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Largest Still West of Chicago

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Five prohibition agents raided the ‘largest still west of Chicago’ on this date in 1932. It was on a farm five miles north of Jamestown. Special agents had suspected a still in the Jamestown vicinity since the first of July, when a truckload of corn sugar, the main ingredient of homemade moonshine, was tracked from Valley City to near Jamestown, where they lost the trail. Soon after, agents followed a truckload of piping from Fargo. Again, they lost the trail near Jamestown.

Agents scoured the area for weeks and began to suspect a farm nestled in the wooded hills between highways #20 and #281. It was in a picturesque spot, and its location between the two heavily traveled highways made it ideal for bootlegging.

The agents hit the farmyard at 3 a.m. on July 20th to discover a gigantic moonshine operation in two former hog sheds. Twelve-foot high boilers were steaming hot, but there was no one in sight.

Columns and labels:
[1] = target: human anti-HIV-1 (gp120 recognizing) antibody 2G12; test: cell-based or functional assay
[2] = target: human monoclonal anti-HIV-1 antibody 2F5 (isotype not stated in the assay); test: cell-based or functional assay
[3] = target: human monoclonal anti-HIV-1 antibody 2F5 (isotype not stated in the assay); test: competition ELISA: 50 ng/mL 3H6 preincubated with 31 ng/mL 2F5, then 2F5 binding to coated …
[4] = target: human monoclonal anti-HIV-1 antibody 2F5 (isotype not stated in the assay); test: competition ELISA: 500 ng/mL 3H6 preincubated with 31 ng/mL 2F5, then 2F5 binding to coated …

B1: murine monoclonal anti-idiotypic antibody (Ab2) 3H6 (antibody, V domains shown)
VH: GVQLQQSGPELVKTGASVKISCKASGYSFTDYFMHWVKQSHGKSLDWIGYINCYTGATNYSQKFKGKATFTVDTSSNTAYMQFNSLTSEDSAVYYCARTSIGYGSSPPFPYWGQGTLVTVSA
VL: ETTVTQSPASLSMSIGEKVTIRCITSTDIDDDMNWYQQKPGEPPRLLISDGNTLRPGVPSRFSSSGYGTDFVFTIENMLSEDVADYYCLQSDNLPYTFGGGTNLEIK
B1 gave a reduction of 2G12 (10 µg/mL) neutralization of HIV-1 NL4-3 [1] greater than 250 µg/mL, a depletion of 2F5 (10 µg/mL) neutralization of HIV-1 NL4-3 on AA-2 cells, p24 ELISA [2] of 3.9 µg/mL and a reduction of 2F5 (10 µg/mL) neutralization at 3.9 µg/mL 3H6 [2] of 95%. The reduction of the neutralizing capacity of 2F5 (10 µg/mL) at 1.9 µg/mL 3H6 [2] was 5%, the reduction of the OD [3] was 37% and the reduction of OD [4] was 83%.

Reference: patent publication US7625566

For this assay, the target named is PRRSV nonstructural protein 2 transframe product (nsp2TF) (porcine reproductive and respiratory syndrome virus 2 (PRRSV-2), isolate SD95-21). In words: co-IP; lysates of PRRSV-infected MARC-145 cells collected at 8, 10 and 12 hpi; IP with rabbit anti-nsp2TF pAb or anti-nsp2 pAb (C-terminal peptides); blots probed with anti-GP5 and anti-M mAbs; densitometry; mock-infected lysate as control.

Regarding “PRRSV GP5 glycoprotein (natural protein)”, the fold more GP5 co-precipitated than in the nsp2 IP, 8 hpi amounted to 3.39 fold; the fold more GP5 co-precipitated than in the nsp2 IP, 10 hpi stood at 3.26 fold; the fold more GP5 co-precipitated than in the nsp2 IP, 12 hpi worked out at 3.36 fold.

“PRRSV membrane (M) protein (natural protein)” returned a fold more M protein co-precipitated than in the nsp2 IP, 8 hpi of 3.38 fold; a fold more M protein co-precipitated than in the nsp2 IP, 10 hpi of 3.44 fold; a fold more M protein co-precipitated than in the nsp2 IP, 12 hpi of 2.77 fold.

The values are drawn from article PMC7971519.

Agents determined that six to eight men were involved in the operation, and that they lived in the farmhouse. In one of the bedrooms they discovered a buzzer – an advance-warning system linked to the sheds.

The operation turned out to be larger than anyone expected. Capable of producing a thousand gallons of liquor a day, it was quickly coined the ‘largest still west of Chicago.’ The still could hold 3,000 gallons – and it was nearly full when discovered. A dozen redwood vats were also found. The vats held 100,000 gallons of mash -- a mixture of water, sugar, and yeast that creates the alcohol.

Agents estimated that the still had been operating a mere eight days, but it had been efficient! In the rafters of the hog sheds, they found 2,500 gallons of moonshine.

Oscar Seiler owned the farm, but he’d been living in California for at least four years. Upon learning of the raid, Seiler immediately came back to check on his property. Seiler had rented the farm to Frank Bronk, who, along with another man, was arrested.

While an investigation took place, nine men demolished the still, a process viewed by hundreds of onlookers. Three large holes were dug and then filled with thousands of gallons liquor and mash.

The site of the ‘largest still west of Chicago’ can no longer be seen; it’s now covered by the Jamestown Reservoir.

Dakota Datebook by Merry Helm

Sources:
The Jamestown Sun. July 21, 1932: 1, 6. July 22, 1932: 1.The Stutsman County Record. July 28, 1932: 6.

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